05/06/2024
‘But the lake looks endless. / And my boat’s increasingly but a slowish swimmer.’ Photograph: EPA

‘But the lake looks endless. / And my boat’s increasingly but a slowish swimmer.’ Photograph: EPA

An enigmatic lyric reflects on the relationship of memory and shame

For Nothing Tender About It

If as shame is to memory, so too desire,
then is this desire, this cloak of shadows,
that I wrap close around me, that I
refuse to take off?

But the lake looks endless.
And my boat’s increasingly but a slowish swimmer,
across the waves – I’ve known
hurt, I mean; and I have been afraid. Sometimes

the difference between forgetting
to bring along artillery and showing up
on purpose to the war unarmed

is just that: a difference. Sometimes a lost tune,
unreckoned on, unearned, resurfaces anyway. Just because.

Am I not the animal by belief alone I myself make possible?

This week’s poem is by Carl Phillips, and is included in Then the War and Selected Poems 2007-2020, a welcome collection of earlier and new work by an unusually far-reaching poetic explorer. An interview with the Kenyon Review provides illuminating context, plus biography.

For Nothing Tender About It, a sonnet-like lyric, appears on the page after the title-poem of its collection, Pale Colors in a Tall Field. The latter interrogates remembered love and memory itself in a life “where there’s so much I’d rather not remember that / to be asked to do so can seem a cruelty”. The contrast of love perceived as “rescue” and as something “more gladiatorial” seems to linger in the turns of the sonnet, and underlines the ambiguity of the title.

This week’s poem opens with an extended question that immediately sets the reader asking themselves what “shame is to memory”. Shame is entwined with memory in that a particular memory recalls and recreates – even physically, perhaps – the sensation of shame. An experience that prompts shame can deepen and fix its memorability, and, of course, also ensure therapeutic forgetting. Remembered desire can have both these effects. Yet if it’s analogous with a closely wrapped “cloak of shadows”, remembered desire may be comforting and protective (tender, in fact) – the opposite of shame.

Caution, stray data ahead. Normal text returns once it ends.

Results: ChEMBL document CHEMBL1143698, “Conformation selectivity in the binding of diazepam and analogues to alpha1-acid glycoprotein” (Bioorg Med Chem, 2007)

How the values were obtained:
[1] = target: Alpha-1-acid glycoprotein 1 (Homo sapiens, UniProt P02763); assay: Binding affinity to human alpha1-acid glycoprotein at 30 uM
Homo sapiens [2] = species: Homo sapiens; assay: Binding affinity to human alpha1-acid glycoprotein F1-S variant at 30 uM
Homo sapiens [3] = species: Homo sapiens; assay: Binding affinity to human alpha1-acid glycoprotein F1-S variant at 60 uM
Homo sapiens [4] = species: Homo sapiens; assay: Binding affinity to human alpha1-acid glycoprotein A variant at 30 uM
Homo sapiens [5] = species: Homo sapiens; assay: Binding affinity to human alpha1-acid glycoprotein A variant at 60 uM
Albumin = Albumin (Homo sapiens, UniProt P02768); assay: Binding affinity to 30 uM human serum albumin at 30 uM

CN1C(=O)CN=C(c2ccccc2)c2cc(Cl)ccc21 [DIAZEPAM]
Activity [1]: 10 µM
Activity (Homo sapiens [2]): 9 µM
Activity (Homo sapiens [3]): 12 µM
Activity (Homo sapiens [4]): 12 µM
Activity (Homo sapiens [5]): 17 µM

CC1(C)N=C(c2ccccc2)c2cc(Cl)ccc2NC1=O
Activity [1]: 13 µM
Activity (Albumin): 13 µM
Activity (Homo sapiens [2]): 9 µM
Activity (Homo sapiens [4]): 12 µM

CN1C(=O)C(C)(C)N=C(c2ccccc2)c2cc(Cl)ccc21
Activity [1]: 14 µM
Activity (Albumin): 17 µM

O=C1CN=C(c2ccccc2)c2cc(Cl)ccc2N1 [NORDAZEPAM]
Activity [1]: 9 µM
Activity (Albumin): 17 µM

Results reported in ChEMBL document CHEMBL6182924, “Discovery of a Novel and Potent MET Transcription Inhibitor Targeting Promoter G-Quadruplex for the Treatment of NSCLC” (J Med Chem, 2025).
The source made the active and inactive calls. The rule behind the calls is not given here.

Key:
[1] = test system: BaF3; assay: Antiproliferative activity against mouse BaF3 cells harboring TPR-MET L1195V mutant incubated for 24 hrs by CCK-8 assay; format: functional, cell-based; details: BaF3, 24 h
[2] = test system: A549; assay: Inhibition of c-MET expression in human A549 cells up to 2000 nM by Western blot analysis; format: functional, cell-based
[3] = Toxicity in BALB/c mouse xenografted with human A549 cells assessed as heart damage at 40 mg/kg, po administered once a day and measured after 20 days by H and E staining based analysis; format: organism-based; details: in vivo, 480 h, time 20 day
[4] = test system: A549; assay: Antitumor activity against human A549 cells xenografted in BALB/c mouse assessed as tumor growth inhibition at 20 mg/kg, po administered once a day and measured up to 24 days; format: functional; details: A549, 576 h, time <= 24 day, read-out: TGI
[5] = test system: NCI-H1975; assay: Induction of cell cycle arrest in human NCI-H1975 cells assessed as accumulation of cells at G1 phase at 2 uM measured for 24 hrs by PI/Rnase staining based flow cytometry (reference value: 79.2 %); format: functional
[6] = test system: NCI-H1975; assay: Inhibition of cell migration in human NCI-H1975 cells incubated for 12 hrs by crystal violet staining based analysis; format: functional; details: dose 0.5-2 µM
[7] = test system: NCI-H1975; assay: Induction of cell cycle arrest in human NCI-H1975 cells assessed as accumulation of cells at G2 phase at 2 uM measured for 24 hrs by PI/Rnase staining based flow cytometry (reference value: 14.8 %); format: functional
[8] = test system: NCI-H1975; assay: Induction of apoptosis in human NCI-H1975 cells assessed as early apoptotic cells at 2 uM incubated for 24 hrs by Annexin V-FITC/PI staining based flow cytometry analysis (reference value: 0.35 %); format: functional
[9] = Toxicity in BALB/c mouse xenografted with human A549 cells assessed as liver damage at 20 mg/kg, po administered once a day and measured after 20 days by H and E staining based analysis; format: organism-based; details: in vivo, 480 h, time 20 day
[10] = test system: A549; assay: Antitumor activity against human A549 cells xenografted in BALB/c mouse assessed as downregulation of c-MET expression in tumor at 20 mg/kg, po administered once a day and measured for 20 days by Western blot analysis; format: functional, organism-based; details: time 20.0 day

The first quatrain resembles that cloak of shadows in its compactness. Subsequently, the thought moves from seductive brain-tease – chiefly, though not entirely, abstract – to allegory. The pattern of shorter and longer lines increases the sense of simultaneous disturbance and capacity in the second quatrain. The lake simply “looks endless”, but the boat is tellingly described as “increasingly but a slow swimmer”, the quaintness of the “but” enhancing the leisured but slightly laborious pace of the metaphorical oars. The voyage seems to be into memory seen as an endless stretch of water, since, after the third line caesura, dawn the veiled discoveries: “I’ve known / hurt, I mean; and I have been afraid.” Breaking the line and heralding the new stanza with “Sometimes” effectively sustains continuity and frames what’s almost an aphorism (although a carefully protracted one): “Sometimes // the difference between forgetting / to bring along artillery and showing up / on purpose to the war unarmed // is just that: a difference.” This is compelling and the reader may want to agree with it wholeheartedly before working out that it’s presenting a challenge to the slickness of proverb-like reasoning. To forget the artillery may not be the result of a subconscious intention to be vulnerable and “unarmed”. It might be a careless mistake.

While in the first line of the couplet, the “Sometimes” that’s placed after the caesura suggests an echo with the previous “Sometimes” it’s not immediately clear how the unexpectedly remembered “lost tune” is related to the forgotten artillery. The connection, I think, is the randomness shared by both remembering and forgetting, but also the antithesis between the tender and the gladiatorial.

Phillips’s unsentimental, even throwaway, treatment of the emotive issues of memory is bracing, and, like the structure, a challenge to sonnet tradition. An extra challenge comes in the shape of the extended, Latinate, leisurely final question, which asks if the solid identity of the “animal” isn’t created and held together by its own act of faith. A concept associated with Schopenhauer, perhaps? Posters who are better philosophers than me will have more to say about the origins of the idea. In the context of the poem, it returns my thought to that “slowish swimmer” of a boat, and the constant rhythmic strokes which keep the body of thought moving forwards and defying gravity.

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